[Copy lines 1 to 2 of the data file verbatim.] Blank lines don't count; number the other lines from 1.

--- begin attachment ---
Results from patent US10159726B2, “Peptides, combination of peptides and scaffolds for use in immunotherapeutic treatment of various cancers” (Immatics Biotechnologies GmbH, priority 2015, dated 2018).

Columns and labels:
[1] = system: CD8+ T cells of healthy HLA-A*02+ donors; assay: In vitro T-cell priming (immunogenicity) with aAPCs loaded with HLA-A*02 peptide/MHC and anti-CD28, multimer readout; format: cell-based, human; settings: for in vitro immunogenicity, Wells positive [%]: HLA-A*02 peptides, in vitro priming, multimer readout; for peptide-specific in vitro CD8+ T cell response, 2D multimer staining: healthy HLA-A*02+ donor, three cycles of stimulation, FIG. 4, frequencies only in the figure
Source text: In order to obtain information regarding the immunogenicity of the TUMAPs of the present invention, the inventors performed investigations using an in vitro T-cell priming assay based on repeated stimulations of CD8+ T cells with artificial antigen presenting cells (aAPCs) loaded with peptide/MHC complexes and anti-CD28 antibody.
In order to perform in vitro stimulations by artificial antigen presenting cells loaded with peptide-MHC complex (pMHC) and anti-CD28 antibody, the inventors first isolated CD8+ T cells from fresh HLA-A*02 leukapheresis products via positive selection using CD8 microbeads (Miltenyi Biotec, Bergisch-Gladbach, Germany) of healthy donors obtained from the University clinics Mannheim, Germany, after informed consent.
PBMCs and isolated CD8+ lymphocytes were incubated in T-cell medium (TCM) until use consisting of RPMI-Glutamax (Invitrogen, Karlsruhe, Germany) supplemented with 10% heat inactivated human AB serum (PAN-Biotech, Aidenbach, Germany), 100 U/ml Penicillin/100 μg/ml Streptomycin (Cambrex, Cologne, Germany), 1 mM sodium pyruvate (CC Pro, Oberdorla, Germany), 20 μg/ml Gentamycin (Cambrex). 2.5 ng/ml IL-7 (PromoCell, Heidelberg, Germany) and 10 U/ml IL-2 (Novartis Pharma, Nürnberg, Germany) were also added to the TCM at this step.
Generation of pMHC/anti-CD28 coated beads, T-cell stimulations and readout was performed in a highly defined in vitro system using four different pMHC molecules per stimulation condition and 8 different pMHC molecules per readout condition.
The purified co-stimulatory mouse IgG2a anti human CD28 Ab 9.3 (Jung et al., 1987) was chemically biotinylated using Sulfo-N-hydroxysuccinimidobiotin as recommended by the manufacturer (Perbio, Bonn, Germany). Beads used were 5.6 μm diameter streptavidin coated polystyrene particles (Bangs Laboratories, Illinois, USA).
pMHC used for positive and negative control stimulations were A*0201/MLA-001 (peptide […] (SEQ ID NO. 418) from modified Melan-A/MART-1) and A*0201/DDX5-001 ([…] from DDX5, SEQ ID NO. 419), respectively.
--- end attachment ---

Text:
Results from patent US10159726B2, “Peptides, combination of peptides and scaffolds for use in immunotherapeutic treatment of various cancers” (Immatics Biotechnologies GmbH, priority 2015, dated 2018).

Columns and labels: